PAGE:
compared with the old value latched on the last read of PORTB. The “mismatch” outputs of

RB7:RB4 are OR’ed together to generate the RB port change interrupt with flag bit RBIF

(INTCON<0>).

This interrupt can wake the device from Sleep. The user, in the Interrupt Service

Routine, can clear the interrupt in the following manner:

a) Any read or write of PORTB. This will end the mismatch condition.

b) Clear flag bit RBIF.

A mismatch condition will continue to set flag bit RBIF. Reading PORTB will end

the mismatch condition and allow flag bit RBIF to be cleared. The interrupt-on-change feature is

recommended for wake-up on key depression operation and operations where PORTB is only

used for the interrupt-on-change feature. Polling of PORTB is not recommended while using the
interrupt-on- change feature. This interrupt-on-mismatch feature, together with software

configurable pull-ups on these four pins, allow easy interface to a keypad and make it possible

for wake-up on key depression.

PORTC AND TRISC REGISTER:

PORTC is an 8-bit wide, bidirectional port. The corresponding data direction register is

TRISC. Setting a TRISC bit (= 1) will make the corresponding PORTC pin an input (i.e., put the

corresponding output driver in a High- Impedance mode). Clearing a TRISC bit (= 0) will make

the corresponding PORTC pin an output (i.e., put the contents of the output latch on the selected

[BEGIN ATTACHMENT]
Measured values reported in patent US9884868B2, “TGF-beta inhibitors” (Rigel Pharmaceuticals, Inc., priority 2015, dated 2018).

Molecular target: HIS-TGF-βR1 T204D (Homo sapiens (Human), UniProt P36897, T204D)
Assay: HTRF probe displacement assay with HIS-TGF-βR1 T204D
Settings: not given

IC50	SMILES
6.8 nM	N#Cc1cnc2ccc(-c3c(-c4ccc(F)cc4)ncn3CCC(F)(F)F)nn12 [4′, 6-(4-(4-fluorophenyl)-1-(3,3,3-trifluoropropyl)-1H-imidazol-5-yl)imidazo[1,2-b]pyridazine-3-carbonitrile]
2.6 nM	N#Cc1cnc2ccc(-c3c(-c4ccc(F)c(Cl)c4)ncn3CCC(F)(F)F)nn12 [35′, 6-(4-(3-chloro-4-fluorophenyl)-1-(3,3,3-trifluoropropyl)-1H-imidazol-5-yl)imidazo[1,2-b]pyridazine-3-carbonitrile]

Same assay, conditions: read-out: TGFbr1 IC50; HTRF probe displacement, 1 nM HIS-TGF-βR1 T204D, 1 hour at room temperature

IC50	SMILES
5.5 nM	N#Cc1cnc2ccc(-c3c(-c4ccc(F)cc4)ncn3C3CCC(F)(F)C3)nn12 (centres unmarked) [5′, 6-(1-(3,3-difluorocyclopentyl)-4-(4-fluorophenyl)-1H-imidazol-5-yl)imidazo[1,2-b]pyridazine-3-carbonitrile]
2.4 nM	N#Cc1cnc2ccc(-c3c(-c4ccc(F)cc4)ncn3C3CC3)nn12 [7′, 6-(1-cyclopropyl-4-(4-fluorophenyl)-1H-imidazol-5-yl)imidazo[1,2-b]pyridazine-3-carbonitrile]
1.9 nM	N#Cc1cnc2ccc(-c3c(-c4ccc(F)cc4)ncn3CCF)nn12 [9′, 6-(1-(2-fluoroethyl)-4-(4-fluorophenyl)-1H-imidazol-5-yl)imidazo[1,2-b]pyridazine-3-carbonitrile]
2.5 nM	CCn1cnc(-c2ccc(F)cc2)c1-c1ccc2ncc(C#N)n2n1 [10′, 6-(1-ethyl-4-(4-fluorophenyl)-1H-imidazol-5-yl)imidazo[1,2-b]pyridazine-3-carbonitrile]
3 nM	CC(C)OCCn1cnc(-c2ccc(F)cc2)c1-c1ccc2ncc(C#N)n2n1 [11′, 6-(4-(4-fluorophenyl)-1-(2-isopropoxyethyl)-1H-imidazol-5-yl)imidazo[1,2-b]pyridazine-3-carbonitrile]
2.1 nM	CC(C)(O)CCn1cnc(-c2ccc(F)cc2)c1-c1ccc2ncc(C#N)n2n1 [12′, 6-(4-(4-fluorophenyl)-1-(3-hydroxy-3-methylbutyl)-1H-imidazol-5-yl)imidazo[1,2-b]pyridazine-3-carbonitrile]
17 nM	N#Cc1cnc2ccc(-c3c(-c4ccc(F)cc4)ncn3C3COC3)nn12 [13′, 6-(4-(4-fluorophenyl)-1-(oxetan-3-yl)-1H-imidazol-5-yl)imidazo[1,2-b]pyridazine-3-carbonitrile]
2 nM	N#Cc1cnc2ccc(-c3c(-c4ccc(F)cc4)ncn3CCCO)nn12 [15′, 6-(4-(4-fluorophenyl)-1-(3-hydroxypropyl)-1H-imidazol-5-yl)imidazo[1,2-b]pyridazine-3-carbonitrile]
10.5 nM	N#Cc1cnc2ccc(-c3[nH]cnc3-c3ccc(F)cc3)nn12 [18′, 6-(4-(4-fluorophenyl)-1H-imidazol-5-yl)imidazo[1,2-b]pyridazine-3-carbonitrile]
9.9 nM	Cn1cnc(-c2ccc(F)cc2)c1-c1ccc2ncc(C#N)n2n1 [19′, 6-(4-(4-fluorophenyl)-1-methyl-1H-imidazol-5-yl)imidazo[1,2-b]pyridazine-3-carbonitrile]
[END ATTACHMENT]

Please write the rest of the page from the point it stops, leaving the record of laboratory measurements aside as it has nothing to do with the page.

pin). PORTC is multiplexed with several peripheral functions (Table 4-5). PORTC pins have

Schmitt Trigger input buffers. When the I2C module is enabled, the PORTC<4:3> pins can be

configured with normal I2C levels, or with SMBus levels, by using the CKE bit (SSPSTAT<6>).

When enabling peripheral functions, care should be taken in defining TRIS bits for each PORTC

pin. Some peripherals override the TRIS bit to make a pin an output, while other peripherals

override the TRIS bit to make a pin an input. Since the TRIS bit override is in effect while the

peripheral is enabled, read-modify write instructions (BSF, BCF, XORWF) with TRISC as the

destination, should be avoided. The user should refer to the corresponding peripheral section for

the correct TRIS bit settings.

PORTD AND TRISD REGISTERS:

PORTD is an 8-bit port with Schmitt Trigger input buffers. Each pin is individually

configurable as an input or output. PORTD can be configured as an 8-bit wide microprocessor

port (Parallel Slave Port) by setting control bit, PSP MODE (TRISE<4>). In this mode, the input

buffers are TTL.


PORTE AND TRISE REGISTER:

PORTE has three pins (RE0/RD/AN5, RE1/WR/AN6 and RE2/CS/AN7) which are

individually configurable as inputs or outputs. These pins have Schmitt Trigger input buffers.

The PORTE pins become the I/O control inputs for the microprocessor port when bit PSPMODE

(TRISE<4>) is set. In this mode, the user must make certain that the TRISE<2:0> bits are set and

that the pins are configured as digital inputs. Also, ensure that ADCON1 is configured for digital